We've been tasked with creating a web based workflow tool to track change management. It has a single workflow with multiple synchronous tasks for the most part, but branch out at a point to tasks running in parallel which meet up later on. There will be all sorts of people using the application, and all of them will need to see their outstanding tasks for each change, but only theirs, not others. There will also be a high level group of people who oversee all changes, so need to see everything. They will need to see tasks which have not been done in the specified time, who's responsible etc.
The data will be persisted to a SQL database. It'll all be put together using .Net.
I've been trying to learn and implement OOP into my designs of late, but I'm wondering if this is moot in this instance as it may be better to have the business logic for this in stored procedures in the DB. I could use POCO's, a front end layer and a data access layer for the web application and just use it as a mechanism for CRUD actions on the DB, then use SP's fired in the DB to apply the business rules.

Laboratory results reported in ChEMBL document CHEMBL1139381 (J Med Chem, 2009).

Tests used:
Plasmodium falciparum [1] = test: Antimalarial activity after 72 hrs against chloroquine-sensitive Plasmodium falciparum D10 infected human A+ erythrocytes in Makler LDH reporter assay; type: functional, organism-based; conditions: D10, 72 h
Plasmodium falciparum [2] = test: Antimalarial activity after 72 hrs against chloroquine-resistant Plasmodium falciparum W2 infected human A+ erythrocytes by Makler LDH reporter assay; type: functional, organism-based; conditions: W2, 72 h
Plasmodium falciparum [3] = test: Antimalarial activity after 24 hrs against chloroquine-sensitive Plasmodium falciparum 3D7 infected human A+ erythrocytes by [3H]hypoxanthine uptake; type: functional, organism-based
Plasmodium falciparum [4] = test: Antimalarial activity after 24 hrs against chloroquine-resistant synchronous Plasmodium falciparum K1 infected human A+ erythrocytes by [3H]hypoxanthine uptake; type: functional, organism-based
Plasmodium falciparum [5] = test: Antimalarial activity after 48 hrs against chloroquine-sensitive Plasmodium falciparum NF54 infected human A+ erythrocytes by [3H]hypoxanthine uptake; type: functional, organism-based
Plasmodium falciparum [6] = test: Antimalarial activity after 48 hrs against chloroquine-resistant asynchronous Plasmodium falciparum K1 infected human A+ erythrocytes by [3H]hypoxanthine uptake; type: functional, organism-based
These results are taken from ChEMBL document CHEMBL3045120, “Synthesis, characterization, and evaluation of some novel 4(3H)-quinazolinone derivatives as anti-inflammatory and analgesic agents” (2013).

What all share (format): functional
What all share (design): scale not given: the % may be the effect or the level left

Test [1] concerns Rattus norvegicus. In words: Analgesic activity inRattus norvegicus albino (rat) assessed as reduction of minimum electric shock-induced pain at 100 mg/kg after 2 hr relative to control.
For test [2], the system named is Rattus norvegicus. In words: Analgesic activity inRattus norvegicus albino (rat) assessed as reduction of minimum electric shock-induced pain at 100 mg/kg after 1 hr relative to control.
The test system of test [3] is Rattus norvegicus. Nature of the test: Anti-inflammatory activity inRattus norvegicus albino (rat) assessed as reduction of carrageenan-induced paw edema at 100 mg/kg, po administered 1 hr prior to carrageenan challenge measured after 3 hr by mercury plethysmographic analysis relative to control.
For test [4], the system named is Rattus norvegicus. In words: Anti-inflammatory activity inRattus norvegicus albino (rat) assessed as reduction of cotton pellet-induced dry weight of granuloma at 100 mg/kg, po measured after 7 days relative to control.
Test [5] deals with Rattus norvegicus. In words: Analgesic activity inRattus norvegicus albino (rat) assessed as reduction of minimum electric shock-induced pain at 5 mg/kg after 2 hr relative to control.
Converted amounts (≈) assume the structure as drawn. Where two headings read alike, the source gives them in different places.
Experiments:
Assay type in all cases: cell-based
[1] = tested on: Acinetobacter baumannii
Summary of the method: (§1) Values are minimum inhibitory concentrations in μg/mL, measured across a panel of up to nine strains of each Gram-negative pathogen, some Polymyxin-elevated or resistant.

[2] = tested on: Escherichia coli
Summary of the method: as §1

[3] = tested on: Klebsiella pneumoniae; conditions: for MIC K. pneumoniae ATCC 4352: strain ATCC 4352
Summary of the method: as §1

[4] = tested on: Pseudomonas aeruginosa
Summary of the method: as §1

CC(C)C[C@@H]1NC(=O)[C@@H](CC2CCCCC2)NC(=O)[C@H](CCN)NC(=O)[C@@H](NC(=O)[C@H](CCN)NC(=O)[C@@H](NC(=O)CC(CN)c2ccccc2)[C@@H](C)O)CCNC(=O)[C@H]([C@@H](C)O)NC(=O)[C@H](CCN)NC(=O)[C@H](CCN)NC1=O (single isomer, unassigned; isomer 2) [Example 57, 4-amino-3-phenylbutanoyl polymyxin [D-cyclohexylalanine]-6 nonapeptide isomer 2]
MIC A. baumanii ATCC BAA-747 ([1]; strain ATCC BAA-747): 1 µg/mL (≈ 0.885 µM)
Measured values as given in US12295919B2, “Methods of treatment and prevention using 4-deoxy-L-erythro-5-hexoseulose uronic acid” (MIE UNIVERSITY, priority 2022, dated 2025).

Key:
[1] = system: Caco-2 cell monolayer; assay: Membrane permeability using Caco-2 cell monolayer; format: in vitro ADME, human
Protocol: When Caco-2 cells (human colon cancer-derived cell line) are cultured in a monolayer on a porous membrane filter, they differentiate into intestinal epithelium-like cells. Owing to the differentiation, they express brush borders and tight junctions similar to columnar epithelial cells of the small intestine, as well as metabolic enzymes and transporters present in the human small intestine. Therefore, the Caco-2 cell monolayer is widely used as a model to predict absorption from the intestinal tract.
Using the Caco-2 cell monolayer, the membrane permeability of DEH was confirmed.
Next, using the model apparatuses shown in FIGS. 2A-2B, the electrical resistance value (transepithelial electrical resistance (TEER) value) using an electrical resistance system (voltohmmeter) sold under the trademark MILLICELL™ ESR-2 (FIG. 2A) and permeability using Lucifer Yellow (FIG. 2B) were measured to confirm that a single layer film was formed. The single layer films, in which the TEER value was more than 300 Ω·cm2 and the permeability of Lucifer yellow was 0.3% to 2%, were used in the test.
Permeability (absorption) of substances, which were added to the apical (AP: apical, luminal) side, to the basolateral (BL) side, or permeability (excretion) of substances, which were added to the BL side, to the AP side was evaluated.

On the other hand, I could use an object oriented design within the web app, but as the data in the app is state-less, is this a bad idea? I could try and model out the whole application into a class structure, implementing interfaces, base classes and all that good stuff. So I would create a change class, which contained a list of task classes/types, which defined each task, and implement an ITask interface etc. Put end-user types into the tasks to identify who should be doing what task. Then apply all the business logic in the respective class methods etc.
What approach do you guys think I should be using for this solution?